Here in North Queensland summer starts early! You can start to feel it warming up. More sun means we should all be focused on a sun care routine. Australia has one of the highest rates of skin cancer in the world making it even more important to be sun safe leading into summer and the festive season.
2 out of 3 Australians will be diagnosed with a skin cancer by the time they turn 70. This is largely due to the fact that being in the sun is a big part of the Australian lifestyle and even more so in Qld. It is the over exposure to the sun that skin cancer i.e. melanoma occurs. It is important to know what symptoms to look for and when to see your doctor if you have concerns.
- Colour: a mole may change colour or become blotchy
- Size: mole may increase in size
- Shape: an irregular border may develop or increases height
- Elevation: develop a raised area
- Itching or bleeding of a mole
It is common to develop new moles during childhood and during pregnancy. However, changes in adults should be examined by a doctor.
Those who are at a higher risk fall under the following:
- Unprotected sun exposure
- History of childhood tanning/sunburn
- Have a pattern of short and intense period of UV exposure
- Increased number of unusual moles
- Depressed immune system
- Have a 1st degree family member with history of Melanoma
- Fair skinned with a tendency to burn
Has had a previous Melanoma
There are lots of recommendations and confusing instructions when in comes to sun care, but we can help make it simple for you:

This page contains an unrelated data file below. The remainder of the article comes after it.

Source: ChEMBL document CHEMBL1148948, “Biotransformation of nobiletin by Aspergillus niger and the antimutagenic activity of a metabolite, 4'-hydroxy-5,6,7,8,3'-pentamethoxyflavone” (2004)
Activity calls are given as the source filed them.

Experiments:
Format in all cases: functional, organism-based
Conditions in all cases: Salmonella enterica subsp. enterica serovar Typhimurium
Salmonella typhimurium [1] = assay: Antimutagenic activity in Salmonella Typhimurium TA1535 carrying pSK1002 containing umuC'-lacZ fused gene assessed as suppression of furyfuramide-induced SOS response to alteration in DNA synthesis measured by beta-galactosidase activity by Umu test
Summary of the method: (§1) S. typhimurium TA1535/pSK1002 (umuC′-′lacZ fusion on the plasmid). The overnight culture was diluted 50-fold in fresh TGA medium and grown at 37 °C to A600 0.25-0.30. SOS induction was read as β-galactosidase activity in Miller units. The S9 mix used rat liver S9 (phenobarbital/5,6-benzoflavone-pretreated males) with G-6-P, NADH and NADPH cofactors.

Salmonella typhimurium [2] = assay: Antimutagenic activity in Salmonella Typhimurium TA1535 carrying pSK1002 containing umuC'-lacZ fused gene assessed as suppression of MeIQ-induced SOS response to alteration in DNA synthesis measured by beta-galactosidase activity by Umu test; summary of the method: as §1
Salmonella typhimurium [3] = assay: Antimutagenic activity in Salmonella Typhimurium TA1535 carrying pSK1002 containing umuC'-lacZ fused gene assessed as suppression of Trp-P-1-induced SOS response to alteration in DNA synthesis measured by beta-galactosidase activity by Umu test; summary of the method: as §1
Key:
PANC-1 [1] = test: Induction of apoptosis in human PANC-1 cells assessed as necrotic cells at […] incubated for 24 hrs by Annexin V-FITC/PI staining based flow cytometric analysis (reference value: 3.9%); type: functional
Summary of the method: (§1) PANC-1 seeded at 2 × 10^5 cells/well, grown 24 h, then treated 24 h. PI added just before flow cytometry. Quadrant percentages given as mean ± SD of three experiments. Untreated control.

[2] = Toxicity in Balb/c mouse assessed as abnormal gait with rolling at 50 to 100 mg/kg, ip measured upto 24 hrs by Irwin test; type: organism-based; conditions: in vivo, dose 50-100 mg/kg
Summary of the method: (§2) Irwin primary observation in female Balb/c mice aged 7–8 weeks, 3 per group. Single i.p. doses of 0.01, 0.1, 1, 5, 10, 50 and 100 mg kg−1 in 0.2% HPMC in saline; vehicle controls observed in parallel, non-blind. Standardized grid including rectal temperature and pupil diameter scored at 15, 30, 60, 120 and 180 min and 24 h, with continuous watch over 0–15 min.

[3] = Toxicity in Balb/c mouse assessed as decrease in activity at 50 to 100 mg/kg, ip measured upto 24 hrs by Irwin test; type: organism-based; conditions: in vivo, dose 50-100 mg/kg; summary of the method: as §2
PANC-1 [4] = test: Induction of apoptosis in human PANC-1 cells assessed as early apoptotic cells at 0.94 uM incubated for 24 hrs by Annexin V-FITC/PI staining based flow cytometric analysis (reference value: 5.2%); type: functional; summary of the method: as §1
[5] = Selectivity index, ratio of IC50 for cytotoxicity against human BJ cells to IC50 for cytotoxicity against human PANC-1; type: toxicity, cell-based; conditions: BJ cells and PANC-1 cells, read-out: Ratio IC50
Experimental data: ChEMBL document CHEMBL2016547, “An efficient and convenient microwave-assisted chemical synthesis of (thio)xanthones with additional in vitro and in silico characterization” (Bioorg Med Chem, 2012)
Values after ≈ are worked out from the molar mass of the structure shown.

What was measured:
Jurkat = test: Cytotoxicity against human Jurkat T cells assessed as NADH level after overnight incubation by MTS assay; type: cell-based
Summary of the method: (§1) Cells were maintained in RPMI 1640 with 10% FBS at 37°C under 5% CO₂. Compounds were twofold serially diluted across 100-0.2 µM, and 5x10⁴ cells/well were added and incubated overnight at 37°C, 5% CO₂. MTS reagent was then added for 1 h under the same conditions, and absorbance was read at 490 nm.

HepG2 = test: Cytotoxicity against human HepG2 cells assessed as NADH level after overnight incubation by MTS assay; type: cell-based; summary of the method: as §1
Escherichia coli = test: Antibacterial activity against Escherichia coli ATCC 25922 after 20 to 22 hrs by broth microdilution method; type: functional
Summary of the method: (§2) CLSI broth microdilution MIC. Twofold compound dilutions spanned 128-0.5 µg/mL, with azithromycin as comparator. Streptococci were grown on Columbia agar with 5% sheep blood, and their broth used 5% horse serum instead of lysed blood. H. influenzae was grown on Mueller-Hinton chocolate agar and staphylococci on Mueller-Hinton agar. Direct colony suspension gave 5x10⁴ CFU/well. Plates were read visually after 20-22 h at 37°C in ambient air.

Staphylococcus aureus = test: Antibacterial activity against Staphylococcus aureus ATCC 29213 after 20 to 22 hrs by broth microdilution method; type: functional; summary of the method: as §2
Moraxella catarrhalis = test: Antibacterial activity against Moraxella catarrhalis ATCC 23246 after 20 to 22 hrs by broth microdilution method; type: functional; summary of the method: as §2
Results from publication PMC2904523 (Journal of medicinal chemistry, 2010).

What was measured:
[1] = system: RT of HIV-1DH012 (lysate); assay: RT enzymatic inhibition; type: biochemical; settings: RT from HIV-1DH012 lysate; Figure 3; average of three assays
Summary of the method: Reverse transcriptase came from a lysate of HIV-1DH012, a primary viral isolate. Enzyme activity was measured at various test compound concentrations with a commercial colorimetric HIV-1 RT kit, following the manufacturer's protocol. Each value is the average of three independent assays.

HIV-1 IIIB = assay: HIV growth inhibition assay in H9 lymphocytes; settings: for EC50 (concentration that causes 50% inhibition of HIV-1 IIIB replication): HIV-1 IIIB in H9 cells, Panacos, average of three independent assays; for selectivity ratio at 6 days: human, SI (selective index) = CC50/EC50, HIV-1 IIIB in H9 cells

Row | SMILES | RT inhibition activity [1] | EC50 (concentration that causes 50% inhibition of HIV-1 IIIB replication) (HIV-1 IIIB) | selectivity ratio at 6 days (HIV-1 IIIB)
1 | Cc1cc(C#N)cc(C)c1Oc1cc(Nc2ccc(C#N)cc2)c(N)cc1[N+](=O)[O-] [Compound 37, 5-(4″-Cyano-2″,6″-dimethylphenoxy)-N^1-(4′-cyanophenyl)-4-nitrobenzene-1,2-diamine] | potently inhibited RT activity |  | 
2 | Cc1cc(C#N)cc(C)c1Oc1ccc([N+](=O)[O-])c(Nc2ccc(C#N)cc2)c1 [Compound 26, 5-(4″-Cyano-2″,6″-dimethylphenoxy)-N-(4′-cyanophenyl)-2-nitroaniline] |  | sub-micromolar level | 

- Use sunscreen on days with a UV index of 3 or higher
- Apply sunscreen 20 minutes before going into the sun
- For an adequate application for an adult, one teaspoon of sunscreen should be applied to each limb
- There is very little difference between SPF 30+ and SPF 50+. SPF 30+ has a UVB protection of 96.7% and SPF 50+ has a UBV protection of 98%.
- Some sunscreen labels state they have a 4-hour water resistance however, it still needs to be reapplied every 2 hours to maintain the same level of protection
- For babies under 6 months, sunscreen shouldn’t be used. You will have to rely on protective clothing, hats and shade for sun protection.
Just like in the well known 1980’s sun safe campaign, don’t forget to Slip, Slop, Slap. Now we see in addition to this well known campaign ‘Seek & Slide’. Seek shade and Slide on some sunglasses.
Did you know?
FNQH Cairns Medical & Skin Cancer Centre was the first practice in the world to install a new skin-cancer detection machine. It is a 3D scanner that captures anatomical data in just 2 seconds to create an avatar. Patients can take away the data on a USB making it far easier to track changes. Located next door to Alive Pharmacy Warehouse DFO.
With the increase of sunlight, we have a better opportunity to get that all-important vitamin D. Our bodies produce vitamin D naturally when it’s directly exposed to sunlight. You need about 10-30 minutes of sunshine daily to get enough vitamin D. Those with a darker complexion may need a little more. It plays a several important roles in your body. Regulating the absorption of calcium and phosphorous, and the facilitating of normal immune system function. This is especially important for the elderly as broken bones put them as risk and they heal more slowly.
Besides taking in sunlight which helps your body to produce vitamin D you can also get it from eating certain foods:
- Egg yolk
- Milk (fortified)
- Cereal (fortified)
- Yoghurt (fortified)
- Orange juice (fortified)
While sunlight is great for vitamin D, over exposure can lead to skin cancer. Sunscreen is great for protection but sometimes the damage has already been done. There are products that can help reverse and minimise the appearance of sun damage. These products utilise Vitamin B3, also know as Niacin and Niacinamide. It boosts the immune response that declines with age helping repair the damage.